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Re: Indian Military Aviation - 21 Sept 2015

Postby Vivek K » 07 Mar 2017 22:16

This may be off topic but can anyone tell me about the the Institute of Aeronautical Engineering, Hyderabad and how is its Engineering Program rated?

Thanks.

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Re: Indian Military Aviation - 21 Sept 2015

Postby Cybaru » 07 Mar 2017 23:18

Philip wrote:Options for an IJT? The Czech L-39NG? L-139s,proven light attack/tr bird? The Iraqi AF uses them.My fav would be an even more capable (than the Hawk) Yak-130,which has excellent light attack capabilities too. It can simulate all top-end Ru fighters incl. trg. for the fGFA.Just $15M a pop,even cheaper than a Hawk which costs $18M! The basic Hawk could then be the IJT for the IAF.


First wife not dead, only in hospital to get fixed up. Are you already out shopping for the next one? :rotfl:

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Re: Indian Military Aviation - 21 Sept 2015

Postby vina » 08 Mar 2017 11:08

ramana wrote:^^^ Once HAL's IJT is canned by MoD , they will revive the need for IJT at appropriate time.


No. The age of the IJTs is past. Even the US replaced the T-37 Tweet with the T-6 Texan II. The went from a straight wing twin jet trainer (the T37 is like our HAL Kiran / BAC Provost) to a Turbo Prop (Pilatus 9 derivative) trainer. Even the Brits did the same, by going to the Shorts Tucano trainer. Really the IJT was a concept whose time was over. The IAF would have bought it cos the PC-7 they got is really a watered down version good for ab initio roles.

When the HTT-34 came on board and started flying around, and it is specced to Super Tucano / PC 21 level equivalent, there is no reason to develop and induct a more expensive IJT. Finally someone in the IAF is thinking straight. Expect the IJT money to go towards HTT-34.

The IAF too like other forces is going to go the abinitio - turbo prop and AJT route , with a lot of even the AJT stuff migrating to the cheaper turbo props.

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Re: Indian Military Aviation - 21 Sept 2015

Postby JayS » 08 Mar 2017 12:28

vina wrote:
ramana wrote:^^^ Once HAL's IJT is canned by MoD , they will revive the need for IJT at appropriate time.


No. The age of the IJTs is past. Even the US replaced the T-37 Tweet with the T-6 Texan II. The went from a straight wing twin jet trainer (the T37 is like our HAL Kiran / BAC Provost) to a Turbo Prop (Pilatus 9 derivative) trainer. Even the Brits did the same, by going to the Shorts Tucano trainer. Really the IJT was a concept whose time was over. The IAF would have bought it cos the PC-7 they got is really a watered down version good for ab initio roles.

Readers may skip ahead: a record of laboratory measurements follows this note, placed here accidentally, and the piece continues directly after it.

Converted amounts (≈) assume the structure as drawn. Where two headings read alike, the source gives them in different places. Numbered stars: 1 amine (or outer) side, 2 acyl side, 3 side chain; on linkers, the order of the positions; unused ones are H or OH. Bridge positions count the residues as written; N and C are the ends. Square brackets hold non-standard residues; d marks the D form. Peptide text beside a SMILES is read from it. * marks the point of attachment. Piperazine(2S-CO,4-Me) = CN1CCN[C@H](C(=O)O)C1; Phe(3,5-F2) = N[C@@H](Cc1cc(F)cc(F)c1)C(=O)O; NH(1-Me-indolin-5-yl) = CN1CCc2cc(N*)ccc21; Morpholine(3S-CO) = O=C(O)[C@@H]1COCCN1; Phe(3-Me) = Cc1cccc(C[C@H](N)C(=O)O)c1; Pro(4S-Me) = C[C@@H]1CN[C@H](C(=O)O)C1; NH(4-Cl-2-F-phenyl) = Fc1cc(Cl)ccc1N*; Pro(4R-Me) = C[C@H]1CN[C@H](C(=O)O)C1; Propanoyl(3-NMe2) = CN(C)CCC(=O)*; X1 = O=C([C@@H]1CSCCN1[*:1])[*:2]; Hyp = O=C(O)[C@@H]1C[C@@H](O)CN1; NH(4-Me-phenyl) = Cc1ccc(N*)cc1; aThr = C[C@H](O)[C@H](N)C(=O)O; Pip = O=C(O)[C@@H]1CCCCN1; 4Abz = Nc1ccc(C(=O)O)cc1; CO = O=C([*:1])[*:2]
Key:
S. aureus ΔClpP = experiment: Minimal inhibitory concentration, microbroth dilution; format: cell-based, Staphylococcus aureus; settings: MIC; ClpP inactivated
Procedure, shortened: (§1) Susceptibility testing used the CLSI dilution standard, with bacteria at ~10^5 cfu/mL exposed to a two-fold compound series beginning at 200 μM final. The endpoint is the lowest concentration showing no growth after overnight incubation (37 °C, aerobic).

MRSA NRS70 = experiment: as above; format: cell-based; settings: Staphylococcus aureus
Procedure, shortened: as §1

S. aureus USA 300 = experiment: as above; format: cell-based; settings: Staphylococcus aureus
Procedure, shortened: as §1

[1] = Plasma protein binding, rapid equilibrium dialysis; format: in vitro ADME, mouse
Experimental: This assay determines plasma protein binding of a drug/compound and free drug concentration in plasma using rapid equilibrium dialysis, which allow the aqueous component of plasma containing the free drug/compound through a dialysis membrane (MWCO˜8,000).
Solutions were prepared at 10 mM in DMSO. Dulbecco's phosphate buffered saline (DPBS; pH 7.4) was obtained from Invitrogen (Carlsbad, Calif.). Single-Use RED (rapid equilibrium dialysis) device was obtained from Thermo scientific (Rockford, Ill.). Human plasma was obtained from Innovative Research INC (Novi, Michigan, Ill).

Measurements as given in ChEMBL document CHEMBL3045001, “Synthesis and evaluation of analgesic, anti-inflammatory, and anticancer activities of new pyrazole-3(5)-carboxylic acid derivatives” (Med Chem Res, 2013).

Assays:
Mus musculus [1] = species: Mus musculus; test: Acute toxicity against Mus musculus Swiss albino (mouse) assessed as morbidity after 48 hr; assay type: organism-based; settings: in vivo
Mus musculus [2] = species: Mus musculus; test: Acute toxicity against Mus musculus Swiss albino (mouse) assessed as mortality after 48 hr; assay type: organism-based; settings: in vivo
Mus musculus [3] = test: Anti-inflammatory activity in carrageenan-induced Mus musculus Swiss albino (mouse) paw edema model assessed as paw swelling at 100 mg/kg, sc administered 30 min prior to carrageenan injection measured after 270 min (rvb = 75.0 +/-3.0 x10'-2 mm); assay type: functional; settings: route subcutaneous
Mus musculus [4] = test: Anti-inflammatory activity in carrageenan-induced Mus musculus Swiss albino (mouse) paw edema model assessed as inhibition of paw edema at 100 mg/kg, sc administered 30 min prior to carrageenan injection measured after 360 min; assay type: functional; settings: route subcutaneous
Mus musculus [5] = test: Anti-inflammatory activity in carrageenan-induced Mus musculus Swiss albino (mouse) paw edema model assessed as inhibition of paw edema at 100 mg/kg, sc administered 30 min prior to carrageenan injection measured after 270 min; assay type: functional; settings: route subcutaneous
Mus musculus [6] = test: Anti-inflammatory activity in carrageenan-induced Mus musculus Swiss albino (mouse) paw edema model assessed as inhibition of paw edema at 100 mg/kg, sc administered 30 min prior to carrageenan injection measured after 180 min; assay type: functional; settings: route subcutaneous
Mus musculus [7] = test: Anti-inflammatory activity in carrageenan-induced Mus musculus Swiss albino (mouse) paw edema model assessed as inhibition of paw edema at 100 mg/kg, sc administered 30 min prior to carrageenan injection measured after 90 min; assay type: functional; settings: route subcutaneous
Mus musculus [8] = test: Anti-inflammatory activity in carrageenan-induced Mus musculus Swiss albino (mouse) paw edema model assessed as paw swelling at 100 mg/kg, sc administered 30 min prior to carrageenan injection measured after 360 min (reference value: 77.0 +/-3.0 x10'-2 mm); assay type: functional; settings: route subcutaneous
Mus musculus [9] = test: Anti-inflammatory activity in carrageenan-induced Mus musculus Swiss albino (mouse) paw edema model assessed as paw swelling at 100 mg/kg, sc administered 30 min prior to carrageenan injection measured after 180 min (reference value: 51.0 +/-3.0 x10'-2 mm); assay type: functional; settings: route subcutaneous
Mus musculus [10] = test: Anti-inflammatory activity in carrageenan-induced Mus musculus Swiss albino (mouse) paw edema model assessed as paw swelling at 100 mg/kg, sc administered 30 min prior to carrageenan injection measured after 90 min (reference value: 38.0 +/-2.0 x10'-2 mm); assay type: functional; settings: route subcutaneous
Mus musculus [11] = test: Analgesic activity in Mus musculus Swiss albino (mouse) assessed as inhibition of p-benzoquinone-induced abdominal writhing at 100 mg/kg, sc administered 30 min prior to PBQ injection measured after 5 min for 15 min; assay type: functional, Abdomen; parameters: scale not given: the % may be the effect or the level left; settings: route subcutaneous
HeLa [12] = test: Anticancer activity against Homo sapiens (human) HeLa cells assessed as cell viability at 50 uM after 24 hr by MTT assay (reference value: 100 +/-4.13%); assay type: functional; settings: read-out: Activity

When the HTT-34 came on board and started flying around, and it is specced to Super Tucano / PC 21 level equivalent, there is no reason to develop and induct a more expensive IJT. Finally someone in the IAF is thinking straight. Expect the IJT money to go towards HTT-34.

The IAF too like other forces is going to go the abinitio - turbo prop and AJT route , with a lot of even the AJT stuff migrating to the cheaper turbo props.


But is this your assumption/conclusion that IAF is not gonna buy IJT anymore.? Where does the tweet or any other source say so..?? It simply says IAF wants to close case on *HAL's* IJT. Do you have any source saying IAF is scrapping the idea of IJT altogether and we will not see a RFQ floated 1-2yrs down the line for IJT..?

When did IAF went by what exactly is USAF or RAF is doing..?? By that logic IAF should not be asking for a Medium fighter today, because USAF doesn't have that concept nor does any other airforce.

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Re: Indian Military Aviation - 21 Sept 2015

Postby K_Rohit » 08 Mar 2017 12:59

jamwal wrote:http://timesofindia.indiatimes.com/india/after-viraat-navy-to-bid-adieu-to-albatross-patrol-aircraft/articleshow/57519906.cms

After Viraat, Navy to bid adieu to Albatross patrol aircraft